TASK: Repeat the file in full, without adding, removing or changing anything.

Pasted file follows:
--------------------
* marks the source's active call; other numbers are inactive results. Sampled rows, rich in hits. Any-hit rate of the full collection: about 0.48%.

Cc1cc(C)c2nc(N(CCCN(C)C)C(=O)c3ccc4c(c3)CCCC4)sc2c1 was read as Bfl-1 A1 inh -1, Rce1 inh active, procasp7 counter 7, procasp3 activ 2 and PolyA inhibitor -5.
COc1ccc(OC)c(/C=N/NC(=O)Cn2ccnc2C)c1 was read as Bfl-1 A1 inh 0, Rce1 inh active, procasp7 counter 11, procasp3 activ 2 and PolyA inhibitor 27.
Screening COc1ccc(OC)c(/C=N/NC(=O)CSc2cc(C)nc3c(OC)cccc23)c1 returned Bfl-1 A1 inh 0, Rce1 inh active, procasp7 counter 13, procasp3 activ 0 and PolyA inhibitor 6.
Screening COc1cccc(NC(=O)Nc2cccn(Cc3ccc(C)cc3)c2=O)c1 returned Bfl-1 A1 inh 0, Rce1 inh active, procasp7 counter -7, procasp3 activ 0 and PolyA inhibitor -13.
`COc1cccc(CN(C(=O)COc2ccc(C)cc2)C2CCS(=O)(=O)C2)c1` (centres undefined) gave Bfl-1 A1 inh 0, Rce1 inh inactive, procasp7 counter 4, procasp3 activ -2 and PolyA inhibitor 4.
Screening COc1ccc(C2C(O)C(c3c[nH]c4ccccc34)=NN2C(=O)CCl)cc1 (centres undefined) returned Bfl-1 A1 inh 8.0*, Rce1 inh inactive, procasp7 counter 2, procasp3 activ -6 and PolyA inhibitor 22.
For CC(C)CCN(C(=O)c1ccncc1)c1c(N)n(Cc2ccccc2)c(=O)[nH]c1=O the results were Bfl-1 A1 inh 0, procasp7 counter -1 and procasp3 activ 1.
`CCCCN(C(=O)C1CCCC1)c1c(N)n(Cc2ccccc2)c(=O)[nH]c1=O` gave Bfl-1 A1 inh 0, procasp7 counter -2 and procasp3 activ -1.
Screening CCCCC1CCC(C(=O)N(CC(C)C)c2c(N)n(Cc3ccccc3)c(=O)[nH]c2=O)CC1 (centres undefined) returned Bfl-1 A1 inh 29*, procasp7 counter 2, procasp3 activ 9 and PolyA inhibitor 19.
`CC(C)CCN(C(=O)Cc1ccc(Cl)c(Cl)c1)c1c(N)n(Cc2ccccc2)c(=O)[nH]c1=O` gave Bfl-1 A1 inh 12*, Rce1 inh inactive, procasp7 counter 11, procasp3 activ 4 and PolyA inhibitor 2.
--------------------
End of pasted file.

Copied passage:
* marks the source's active call; other numbers are inactive results. Sampled rows, rich in hits. Any-hit rate of the full collection: about 0.48%.

Cc1cc(C)c2nc(N(CCCN(C)C)C(=O)c3ccc4c(c3)CCCC4)sc2c1 was read as Bfl-1 A1 inh -1, Rce1 inh active, procasp7 counter 7, procasp3 activ 2 and PolyA inhibitor -5.
COc1ccc(OC)c(/C=N/NC(=O)Cn2ccnc2C)c1 was read as Bfl-1 A1 inh 0, Rce1 inh active, procasp7 counter 11, procasp3 activ 2 and PolyA inhibitor 27.
Screening COc1ccc(OC)c(/C=N/NC(=O)CSc2cc(C)nc3c(OC)cccc23)c1 returned Bfl-1 A1 inh 0, Rce1 inh active, procasp7 counter 13, procasp3 activ 0 and PolyA inhibitor 6.
Screening COc1cccc(NC(=O)Nc2cccn(Cc3ccc(C)cc3)c2=O)c1 returned Bfl-1 A1 inh 0, Rce1 inh active, procasp7 counter -7, procasp3 activ 0 and PolyA inhibitor -13.
`COc1cccc(CN(C(=O)COc2ccc(C)cc2)C2CCS(=O)(=O)C2)c1` (centres undefined) gave Bfl-1 A1 inh 0, Rce1 inh inactive, procasp7 counter 4, procasp3 activ -2 and PolyA inhibitor 4.
Screening COc1ccc(C2C(O)C(c3c[nH]c4ccccc34)=NN2C(=O)CCl)cc1 (centres undefined) returned Bfl-1 A1 inh 8.0*, Rce1 inh inactive, procasp7 counter 2, procasp3 activ -6 and PolyA inhibitor 22.
For CC(C)CCN(C(=O)c1ccncc1)c1c(N)n(Cc2ccccc2)c(=O)[nH]c1=O the results were Bfl-1 A1 inh 0, procasp7 counter -1 and procasp3 activ 1.
`CCCCN(C(=O)C1CCCC1)c1c(N)n(Cc2ccccc2)c(=O)[nH]c1=O` gave Bfl-1 A1 inh 0, procasp7 counter -2 and procasp3 activ -1.
Screening CCCCC1CCC(C(=O)N(CC(C)C)c2c(N)n(Cc3ccccc3)c(=O)[nH]c2=O)CC1 (centres undefined) returned Bfl-1 A1 inh 29*, procasp7 counter 2, procasp3 activ 9 and PolyA inhibitor 19.
`CC(C)CCN(C(=O)Cc1ccc(Cl)c(Cl)c1)c1c(N)n(Cc2ccccc2)c(=O)[nH]c1=O` gave Bfl-1 A1 inh 12*, Rce1 inh inactive, procasp7 counter 11, procasp3 activ 4 and PolyA inhibitor 2.